In the epigraph to his new book, writer, film programmer, and performance artist Stanley Schtinter succinctly describes his project: “Last Movies is a dedication to the absence of choice, to chance. If there is any bias in the cast-list it is a bias coded into the telling of the first century of cinema (that I parasitise); the result, a forensic of the last earthly dance of a star, and the pause they took (if indeed they did) to catch a movie.” 

Envisioned as both a writing project and an epic durational film program, Last Movies explores the (deceptively) morbid subject of the final films watched by a selection of 20th-century luminaries. Delving into the lives and ultimate viewings of figures ranging from Franz Kafka to John F. Kennedy to Kurt Cobain to members of the Heaven’s Gate cult, the book maps a strange and surprising cultural history from a seemingly arbitrary scatter plot.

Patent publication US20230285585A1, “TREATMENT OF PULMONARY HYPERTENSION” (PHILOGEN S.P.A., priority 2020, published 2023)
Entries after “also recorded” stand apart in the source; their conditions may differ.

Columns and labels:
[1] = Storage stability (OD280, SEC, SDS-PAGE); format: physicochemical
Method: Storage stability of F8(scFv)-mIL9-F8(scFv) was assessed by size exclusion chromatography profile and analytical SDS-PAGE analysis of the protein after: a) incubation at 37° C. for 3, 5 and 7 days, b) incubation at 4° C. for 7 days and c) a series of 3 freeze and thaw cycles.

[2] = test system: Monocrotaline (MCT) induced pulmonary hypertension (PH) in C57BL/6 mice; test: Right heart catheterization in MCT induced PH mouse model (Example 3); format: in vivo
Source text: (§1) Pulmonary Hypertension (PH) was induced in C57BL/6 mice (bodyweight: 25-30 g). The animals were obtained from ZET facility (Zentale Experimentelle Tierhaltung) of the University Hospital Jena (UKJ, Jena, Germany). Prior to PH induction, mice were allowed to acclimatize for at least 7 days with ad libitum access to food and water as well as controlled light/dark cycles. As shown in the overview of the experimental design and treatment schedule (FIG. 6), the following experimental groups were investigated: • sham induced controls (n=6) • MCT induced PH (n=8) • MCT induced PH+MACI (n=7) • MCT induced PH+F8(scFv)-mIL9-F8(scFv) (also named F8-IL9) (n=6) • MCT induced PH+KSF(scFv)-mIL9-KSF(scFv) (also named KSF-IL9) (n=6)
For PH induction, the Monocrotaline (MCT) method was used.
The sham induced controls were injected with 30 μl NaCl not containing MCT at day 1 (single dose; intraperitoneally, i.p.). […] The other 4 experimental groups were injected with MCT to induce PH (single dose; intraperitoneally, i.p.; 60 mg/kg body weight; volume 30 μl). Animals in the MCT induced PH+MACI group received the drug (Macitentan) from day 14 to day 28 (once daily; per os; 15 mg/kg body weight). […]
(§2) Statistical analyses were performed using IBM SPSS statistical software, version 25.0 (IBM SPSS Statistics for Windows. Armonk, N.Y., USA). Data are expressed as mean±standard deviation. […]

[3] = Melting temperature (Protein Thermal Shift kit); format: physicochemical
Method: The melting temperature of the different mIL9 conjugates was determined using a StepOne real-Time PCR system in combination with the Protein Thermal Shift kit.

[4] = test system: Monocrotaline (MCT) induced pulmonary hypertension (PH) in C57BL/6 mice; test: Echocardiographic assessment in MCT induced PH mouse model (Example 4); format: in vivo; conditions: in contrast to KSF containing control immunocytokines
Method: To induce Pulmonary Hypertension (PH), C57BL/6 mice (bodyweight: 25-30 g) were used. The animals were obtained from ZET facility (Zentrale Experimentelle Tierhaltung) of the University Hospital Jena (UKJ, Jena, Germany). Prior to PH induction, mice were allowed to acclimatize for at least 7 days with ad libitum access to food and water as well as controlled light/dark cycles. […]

Film Comment editors Devika Girish and Clinton Krute sat down with Schtinter and critic Erika Balsom, who wrote the book’s foreword, to discuss the many layers of Last Movies, how the project is actually life-affirming, why the author dressed up like a cop for a recent Q&A in London, and much more.

Last Movies is available now from Tenement Press.

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